At a time when many businesses and even medical fields are struggling due to an economy wracked by a worldwide pandemic, cosmetic surgery has bucked the trend with some offices experiencing revenue increases over last year. In the middle of March, major cities such as Los Angeles and New York forced non-essential businesses such as cosmetic surgery centers to shutter as Covid-19 spread throughout the country. Almost as soon as they reopened nearly three months later, however, anxious patients rapidly filled up their calendars. It seems that people are only too eager to use these prolonged homestays to upgrade their appearance.
As Covid-19 has spread throughout the country, many companies are using Zoom and other video conferencing apps to hold meetings and conduct business. One of the more unexpected offshoots of this shift to working from home is that people are viewing themselves on computers and phone screens much more often. Unfortunately, the unflattering, forward-facing camera on a laptop isn’t doing people’s self-esteem any favors. As a result, they are also seeing every wrinkle and sign of aging such as bags under their eyes or fullness under the jawline.
One plastic surgeon described a patient who was content with Botox and dermal fillers until she saw herself on a bunch of Zoom calls. Soon afterwards, she underwent a face and neck lift. Clearly, people are seeing themselves differently, and they don’t like what they’re seeing.
An upside to the boom in video conferencing technology is that surgeons can now consult with patients without an office visit. A recent study from the American Society of Plastic Surgeons found that 68% of doctors are seeing patients virtually for both pre- and post-operative appointments because of COVID-19.
Before the pandemic, the trend in cosmetic surgery was towards noninvasive or minimally invasive procedures such as Botox injections, skin tightening, and body contouring. However, the ability to quarantine without anybody noticing has increased the appeal of more invasive surgery such as face lifts and rhinoplasty.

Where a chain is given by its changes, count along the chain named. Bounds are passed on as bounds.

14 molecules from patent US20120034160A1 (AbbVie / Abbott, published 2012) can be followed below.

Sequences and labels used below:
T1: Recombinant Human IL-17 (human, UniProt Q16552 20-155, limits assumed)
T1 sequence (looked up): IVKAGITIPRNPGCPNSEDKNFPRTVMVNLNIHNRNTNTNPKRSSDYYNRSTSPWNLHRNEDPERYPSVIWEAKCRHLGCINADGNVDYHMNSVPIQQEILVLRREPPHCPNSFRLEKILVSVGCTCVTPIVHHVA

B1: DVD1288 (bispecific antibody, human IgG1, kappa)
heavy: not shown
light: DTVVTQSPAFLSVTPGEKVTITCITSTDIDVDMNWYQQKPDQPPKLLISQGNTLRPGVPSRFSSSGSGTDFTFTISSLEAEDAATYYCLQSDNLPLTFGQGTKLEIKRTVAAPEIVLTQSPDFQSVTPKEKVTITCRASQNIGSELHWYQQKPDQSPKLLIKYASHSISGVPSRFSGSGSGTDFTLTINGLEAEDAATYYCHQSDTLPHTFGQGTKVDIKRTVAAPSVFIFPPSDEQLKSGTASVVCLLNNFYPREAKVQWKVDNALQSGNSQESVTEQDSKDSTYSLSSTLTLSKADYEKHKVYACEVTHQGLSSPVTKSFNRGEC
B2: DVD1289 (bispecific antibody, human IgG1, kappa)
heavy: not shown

With the added downtime, many women are going in for “mommy makeovers,” industry lingo for a tummy tuck, a breast lift and enhancement. For many moms, this is the perfect time to get some work done, especially if they have a spouse at home who can help with childcare while they recover. And while they are out running errands, they can easily hide behind a face mask in Covid times without arousing any suspicion.
Although legions of people are struggling to get by on unemployment and stimulus checks, some people who are working from home have found themselves with a surplus of cash that normally went towards vacations or dining out. Instead, they are using the extra cash to improve their appearance in ways they never had the either the time or money to do previously. With this kind of disposable income floating around, many offices have seen significant jumps in revenue. For instance, a surgeon in New York City who runs a network of clinics for body contouring reported a 20% increase in July over the same time last year.
Many surgeons report that they are getting lots of calls from people who spent the first part of the pandemic in lockdown bingeing on junk food. Some people even refer to it as the “quarantine 15.” To make matters worse, gyms in many states still remain shut. Subsequently, people have fewer options for staying in shape. Indeed, one surgeon mentioned a patient that came in for a breast enhancement and added in liposuction during the same visit.
A boom in cosmetic surgery might seem like an anomaly at a time when our economy is suffering from the deepest contraction in gross domestic product in modern history, not to mention an unemployment rate that climbed as high as 14.7%. This trend, however, shows no sign of ebbing anytime soon. In fact, some surgeons are already booking procedures for the holiday season.
As long as a segment of the population has more income to indulge in cosmetic surgery instead of vacations or fine dining, procedures like botox, facelifts, liposuction, and body contouring will continue to fill up surgeons’ schedules for the rest of this year and possibly well into 2021.